Tarpon flies that worked were EP Baitfish black/purple, white/chartreuse, black/red, tan/white, solid white, tarpon toads worked well in similar color schemes. It is important to have different colors for these fish and a lot of the specific water conditions will result in our color choice.
Snook were landed on all the same flies as our tarpon but required more natural colors that represent the abundant sardines, we see this time of year. Tan/white, everglades, yellow, grey/white all produced for us.
Pick a fly out of your box and it works for bonefish. They attacked tarpon flies tied on 60 lb. They ate spawning shrimp on 2 lb tippet. Our “normal” assortment worked well in sizes #2 – #6. All manner of Gotchas, Beck’s Sili Legs, Christmas islands, Bitters, and Clousers were a safe bet.
This week has proven, once again, that the sum of our guests’ desire to enjoy and have a good time coupled with the excellent attitude of our guides and staff to make that possible is our trump card, so recognizing and thanking the entire ESB family for their good work is a real understatement.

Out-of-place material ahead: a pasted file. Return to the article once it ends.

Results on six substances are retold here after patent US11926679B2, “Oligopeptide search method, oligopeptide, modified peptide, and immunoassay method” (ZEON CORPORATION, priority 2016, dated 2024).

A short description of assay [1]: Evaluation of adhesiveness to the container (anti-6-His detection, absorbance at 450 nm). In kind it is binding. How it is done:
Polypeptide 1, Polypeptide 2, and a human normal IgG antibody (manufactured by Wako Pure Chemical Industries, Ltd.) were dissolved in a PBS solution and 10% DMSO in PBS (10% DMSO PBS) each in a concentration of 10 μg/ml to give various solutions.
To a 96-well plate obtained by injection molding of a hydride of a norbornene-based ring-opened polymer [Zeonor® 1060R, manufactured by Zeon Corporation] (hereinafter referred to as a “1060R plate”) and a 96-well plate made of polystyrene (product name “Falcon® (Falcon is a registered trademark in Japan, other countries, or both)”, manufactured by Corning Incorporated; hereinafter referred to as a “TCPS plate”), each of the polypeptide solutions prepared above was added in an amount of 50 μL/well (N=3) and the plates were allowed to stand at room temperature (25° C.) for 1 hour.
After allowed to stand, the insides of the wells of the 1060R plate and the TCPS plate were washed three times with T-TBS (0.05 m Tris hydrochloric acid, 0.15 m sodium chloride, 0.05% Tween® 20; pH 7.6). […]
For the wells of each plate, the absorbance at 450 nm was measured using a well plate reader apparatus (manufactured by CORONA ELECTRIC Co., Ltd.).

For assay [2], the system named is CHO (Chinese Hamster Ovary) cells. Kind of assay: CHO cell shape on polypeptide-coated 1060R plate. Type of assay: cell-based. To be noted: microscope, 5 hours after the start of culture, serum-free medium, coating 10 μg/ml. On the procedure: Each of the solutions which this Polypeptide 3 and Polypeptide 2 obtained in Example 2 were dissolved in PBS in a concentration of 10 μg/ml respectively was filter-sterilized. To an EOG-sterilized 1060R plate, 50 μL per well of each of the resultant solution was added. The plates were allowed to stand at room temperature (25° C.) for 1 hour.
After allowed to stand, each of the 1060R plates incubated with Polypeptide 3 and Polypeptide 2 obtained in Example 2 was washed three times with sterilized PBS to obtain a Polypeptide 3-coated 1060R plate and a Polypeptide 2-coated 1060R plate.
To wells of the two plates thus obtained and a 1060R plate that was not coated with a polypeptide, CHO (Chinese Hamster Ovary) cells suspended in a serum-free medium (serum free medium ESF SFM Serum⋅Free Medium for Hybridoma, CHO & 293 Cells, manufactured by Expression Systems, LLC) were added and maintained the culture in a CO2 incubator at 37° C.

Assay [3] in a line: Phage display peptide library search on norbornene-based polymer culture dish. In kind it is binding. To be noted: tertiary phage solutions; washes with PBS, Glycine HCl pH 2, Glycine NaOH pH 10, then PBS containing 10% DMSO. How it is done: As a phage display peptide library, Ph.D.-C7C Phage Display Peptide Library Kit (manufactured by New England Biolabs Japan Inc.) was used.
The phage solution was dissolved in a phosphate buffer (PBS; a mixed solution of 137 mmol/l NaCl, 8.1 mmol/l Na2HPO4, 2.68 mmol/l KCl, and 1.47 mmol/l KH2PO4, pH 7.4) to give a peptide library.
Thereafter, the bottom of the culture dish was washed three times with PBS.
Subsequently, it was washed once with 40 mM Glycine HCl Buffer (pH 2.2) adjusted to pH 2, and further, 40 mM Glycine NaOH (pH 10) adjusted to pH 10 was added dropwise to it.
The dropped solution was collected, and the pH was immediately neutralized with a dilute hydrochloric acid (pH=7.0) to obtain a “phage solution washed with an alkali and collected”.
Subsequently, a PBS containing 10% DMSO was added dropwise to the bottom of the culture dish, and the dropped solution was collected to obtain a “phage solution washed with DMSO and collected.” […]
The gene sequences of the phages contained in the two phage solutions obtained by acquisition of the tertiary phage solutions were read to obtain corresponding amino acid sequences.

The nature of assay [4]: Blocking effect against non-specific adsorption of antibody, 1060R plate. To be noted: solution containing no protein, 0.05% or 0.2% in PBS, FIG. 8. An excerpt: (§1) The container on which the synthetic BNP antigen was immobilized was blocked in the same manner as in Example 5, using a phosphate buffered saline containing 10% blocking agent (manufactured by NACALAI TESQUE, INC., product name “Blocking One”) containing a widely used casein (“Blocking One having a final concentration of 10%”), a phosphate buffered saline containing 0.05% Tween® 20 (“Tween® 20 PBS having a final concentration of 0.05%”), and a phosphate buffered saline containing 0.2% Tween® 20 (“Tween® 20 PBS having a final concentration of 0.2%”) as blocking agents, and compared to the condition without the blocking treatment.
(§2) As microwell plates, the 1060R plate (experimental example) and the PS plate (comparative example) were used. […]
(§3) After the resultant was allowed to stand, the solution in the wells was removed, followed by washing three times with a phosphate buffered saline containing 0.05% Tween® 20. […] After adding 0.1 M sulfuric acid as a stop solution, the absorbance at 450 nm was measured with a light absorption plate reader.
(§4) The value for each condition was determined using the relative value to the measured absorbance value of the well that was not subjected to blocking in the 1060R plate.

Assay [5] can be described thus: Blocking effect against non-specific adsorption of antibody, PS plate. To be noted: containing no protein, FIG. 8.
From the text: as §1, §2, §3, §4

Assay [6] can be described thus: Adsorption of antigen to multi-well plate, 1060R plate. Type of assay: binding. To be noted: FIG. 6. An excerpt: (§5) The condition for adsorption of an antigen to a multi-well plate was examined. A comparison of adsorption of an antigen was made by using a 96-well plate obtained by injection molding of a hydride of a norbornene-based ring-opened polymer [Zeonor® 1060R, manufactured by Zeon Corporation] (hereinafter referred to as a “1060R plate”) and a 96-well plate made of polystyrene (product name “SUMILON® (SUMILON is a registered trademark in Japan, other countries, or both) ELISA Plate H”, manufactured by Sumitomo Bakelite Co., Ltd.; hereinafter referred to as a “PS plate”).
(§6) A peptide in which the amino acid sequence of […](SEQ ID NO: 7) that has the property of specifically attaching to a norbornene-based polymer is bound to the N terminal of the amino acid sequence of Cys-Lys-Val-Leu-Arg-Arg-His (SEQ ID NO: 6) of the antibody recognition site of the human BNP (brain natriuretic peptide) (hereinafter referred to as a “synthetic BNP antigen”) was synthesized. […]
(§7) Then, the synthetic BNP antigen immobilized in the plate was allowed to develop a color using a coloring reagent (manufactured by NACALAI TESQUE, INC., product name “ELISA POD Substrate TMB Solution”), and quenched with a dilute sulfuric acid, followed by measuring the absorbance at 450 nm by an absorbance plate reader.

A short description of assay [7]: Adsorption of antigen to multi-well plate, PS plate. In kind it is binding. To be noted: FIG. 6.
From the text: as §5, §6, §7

See you next week with a new report and do not hesitate to contact our friends at The Fly Shop® so they can tell you first-hand what life is like in Espiritu Santo Bay, the Sian Ka’an biosphere reserve (which means “Where the sky begins”, in the Mayan language).
Taak ulak k’iin and Ka xi’ik teech utsil!!!!
(See you later and good luck! in Mayan language)
Martin Ferreyra Gonzalez and the entire ESB Lodge family